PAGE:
Prosecutors' discovery rule decisions may prove fatal

February 06, 2003|By MICHAEL OLESKER

WHEN THE TWO men grabbed Christine Crandall that day, they put a gun to her stomach and declared the end of her life had arrived if she did not cooperate. Trembling and terrified, Crandall handed over all her money and the two men ran off - but not before a neighbor heard their threats and called city police, who arrived minutes later.

The police brought photographs. Crandall looked at two of the pictures and saw the faces of the men who had just assaulted her. The police nodded knowingly. They said these two men had been victimizing people across Southeast Baltimore.

Last month, Crandall was notified by an assistant state's attorney, Daniel Roe, that the two suspects had been arrested, and that she would be the key witness against them. Crandall was ready to testify. Then Roe told her that the defendants had been given not just her name, but her home address and telephone number.

The information arrived like a blind-side tackle that has left Crandall fearing for her safety and attorneys expressing frustration - and apparent confusion - about where to draw the line on rules of evidence.

"This has placed me in personal danger," Crandall, 41, declared in an emotional letter to State's Attorney Patricia C. Jessamy. "There is no justification for providing the home address of a witness, particularly a witness to a violent crime. This thoughtless act has made it most convenient for the defendants or their friends to find me after the trial or upon their release.

"Revealing my home address has placed me - and perhaps my loved ones - in serious peril. Isn't the state's duty to avoid needlessly endangering witnesses? And this situation is a good example of why victims do not step forward as witnesses for the state. ... My potential murderers already have my address."

According to Crandall, when she asked Roe how "the court was going to protect me from being attacked by the defendants," he told her she should talk to the police. Asked about it this week, Roe concurred but said he didn't intend to sound cavalier about it.

"I don't have the luxury of a police watch, or a security guard to monitor and protect my home until the defendants are in jail," Crandall said. "Yet I assure you my life is worthy of that protection."

The problem is this: Under Maryland's rules of discovery, prosecutors seem to believe defendants have the right to such evidence even in cases involving violent crime. And, in a city where thousands of witnesses worry about retaliation if they testify in criminal cases - and, in a city that still remembers the Dawson family, who spoke out against neighborhood drug dealers and were then burned to death in their East Baltimore home - this is a problem that resonates widely.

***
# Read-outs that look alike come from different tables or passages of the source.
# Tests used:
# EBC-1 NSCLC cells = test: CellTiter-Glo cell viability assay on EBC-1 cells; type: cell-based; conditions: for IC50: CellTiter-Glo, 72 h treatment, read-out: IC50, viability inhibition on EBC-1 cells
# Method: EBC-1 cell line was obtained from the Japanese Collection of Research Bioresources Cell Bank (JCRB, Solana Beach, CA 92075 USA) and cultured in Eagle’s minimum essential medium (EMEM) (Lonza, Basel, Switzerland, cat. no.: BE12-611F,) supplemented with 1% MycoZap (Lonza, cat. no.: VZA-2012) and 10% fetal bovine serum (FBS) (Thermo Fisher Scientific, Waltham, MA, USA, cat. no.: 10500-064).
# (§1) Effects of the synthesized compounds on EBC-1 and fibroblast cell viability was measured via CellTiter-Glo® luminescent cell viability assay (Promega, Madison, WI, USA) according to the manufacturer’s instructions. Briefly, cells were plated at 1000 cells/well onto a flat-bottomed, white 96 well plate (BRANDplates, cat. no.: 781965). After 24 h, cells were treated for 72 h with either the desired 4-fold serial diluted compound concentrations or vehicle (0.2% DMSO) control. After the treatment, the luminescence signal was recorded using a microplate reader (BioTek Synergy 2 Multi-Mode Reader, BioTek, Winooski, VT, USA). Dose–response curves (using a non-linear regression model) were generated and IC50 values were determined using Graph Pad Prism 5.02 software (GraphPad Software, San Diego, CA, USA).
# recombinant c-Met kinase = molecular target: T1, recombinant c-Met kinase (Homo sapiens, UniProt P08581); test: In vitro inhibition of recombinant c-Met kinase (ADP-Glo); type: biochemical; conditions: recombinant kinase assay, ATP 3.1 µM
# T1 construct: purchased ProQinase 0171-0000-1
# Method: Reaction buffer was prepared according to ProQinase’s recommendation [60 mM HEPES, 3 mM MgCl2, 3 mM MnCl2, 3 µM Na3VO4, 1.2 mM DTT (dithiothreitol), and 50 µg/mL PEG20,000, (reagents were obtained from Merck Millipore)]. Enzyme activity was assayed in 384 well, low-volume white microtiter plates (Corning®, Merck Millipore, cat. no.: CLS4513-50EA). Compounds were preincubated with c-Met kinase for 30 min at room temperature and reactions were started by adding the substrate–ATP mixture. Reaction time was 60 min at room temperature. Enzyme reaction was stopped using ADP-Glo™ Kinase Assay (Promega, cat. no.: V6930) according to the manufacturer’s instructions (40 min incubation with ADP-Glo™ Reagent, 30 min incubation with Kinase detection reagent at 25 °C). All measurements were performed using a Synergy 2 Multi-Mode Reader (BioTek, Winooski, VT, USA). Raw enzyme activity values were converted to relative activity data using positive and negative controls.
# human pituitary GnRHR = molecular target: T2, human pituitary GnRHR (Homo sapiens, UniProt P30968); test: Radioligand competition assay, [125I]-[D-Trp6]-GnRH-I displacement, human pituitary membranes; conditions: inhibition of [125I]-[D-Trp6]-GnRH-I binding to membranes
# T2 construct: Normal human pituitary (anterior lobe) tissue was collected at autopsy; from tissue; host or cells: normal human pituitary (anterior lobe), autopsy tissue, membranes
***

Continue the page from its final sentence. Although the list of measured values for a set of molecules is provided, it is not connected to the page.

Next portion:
"I understand fully how [Crandall] feels," Jessamy said this week. "It's been part of my mantra that we've got to protect witnesses. We've had witnesses whose names have been posted on bulletin boards, or on bathrooms walls with threats next to the names. We try to be sensitive to both sides of a case. We know witnesses can be intimidated. We're just trying to work within the rules."

In fact, the state's attorney's office has been criticized - and alleged killers have walked free - because prosecutors tried to limit discovery, and the courts ruled that evidence was improperly withheld. But where is the common-sense line drawn between a defendant's right to a fair trial and the right of a victim, or a witness, to protection?

"That's the issue," Baltimore Circuit Judge John Prevas said. "Giving out this woman's phone number does seem to be overkill." He pointed out that Rule 4-263B of the Maryland Rules of Procedure requires prosecutors merely to "furnish the name and address of each person it intends to call as a witness."

But even giving out the home address, Prevas says, "assumes the defendants won't go out and hurt people, which of course we know isn't always true. In my discovery court, we go over this all the time. The state can claim a motion for a protective order. Most of the time, they don't feel the need."

Yesterday, Court of Special Appeals Judge Joseph Murphy concurred with Prevas.

"Prosecutors don't have to give the address," he said. "All they have to do is furnish the defense enough information about the witness that an investigator can find out what that person's reputation is for truthfulness and veracity. But the exact address can be the subject of a protective order, and it can be based on reasonable fear.

"But, prosecutors saying they have no choice in the matter? No, that's simply not true."

In her letter to the state's attorney's office, Christine Crandall wrote, "Before one more person gets hurt, I urge you to use your position and power to change this dangerous and ill-considered policy."

In fact, the policy already seems to be in place - if prosecutors will read it carefully.

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